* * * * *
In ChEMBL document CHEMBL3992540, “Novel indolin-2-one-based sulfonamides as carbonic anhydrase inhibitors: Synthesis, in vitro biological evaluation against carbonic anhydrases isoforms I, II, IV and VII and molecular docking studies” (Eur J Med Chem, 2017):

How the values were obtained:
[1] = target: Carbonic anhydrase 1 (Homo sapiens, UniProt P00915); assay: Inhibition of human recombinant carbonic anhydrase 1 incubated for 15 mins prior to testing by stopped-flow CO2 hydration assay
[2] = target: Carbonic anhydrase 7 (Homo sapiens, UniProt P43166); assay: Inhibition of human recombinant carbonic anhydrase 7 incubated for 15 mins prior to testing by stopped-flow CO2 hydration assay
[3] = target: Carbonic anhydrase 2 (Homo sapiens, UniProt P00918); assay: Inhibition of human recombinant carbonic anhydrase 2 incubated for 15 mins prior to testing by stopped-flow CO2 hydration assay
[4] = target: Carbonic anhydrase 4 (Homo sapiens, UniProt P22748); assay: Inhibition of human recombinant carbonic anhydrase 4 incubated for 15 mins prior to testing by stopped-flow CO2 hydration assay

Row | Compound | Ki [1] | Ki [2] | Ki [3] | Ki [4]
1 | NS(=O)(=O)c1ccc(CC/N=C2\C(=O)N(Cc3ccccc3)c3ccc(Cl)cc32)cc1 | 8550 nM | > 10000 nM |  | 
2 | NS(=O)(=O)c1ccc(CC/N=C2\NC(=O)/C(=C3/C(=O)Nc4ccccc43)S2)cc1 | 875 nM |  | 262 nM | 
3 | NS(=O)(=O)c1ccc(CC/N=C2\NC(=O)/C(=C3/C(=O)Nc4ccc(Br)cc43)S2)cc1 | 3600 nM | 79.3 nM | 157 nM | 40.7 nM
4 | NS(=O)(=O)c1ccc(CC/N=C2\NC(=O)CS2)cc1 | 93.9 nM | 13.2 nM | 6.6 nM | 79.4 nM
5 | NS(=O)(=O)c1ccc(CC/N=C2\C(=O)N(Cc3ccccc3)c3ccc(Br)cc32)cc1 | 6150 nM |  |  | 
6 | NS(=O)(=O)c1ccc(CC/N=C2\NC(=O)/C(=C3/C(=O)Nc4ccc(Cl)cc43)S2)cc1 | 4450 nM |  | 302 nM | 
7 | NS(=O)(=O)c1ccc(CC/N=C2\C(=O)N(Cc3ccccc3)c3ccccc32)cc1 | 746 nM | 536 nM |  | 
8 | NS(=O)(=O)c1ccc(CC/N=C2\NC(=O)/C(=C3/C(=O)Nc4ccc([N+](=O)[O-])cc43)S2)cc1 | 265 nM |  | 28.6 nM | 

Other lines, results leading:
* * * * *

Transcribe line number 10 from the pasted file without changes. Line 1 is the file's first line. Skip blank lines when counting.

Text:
3 | NS(=O)(=O)c1ccc(CC/N=C2\NC(=O)/C(=C3/C(=O)Nc4ccc(Br)cc43)S2)cc1 | 3600 nM | 79.3 nM | 157 nM | 40.7 nM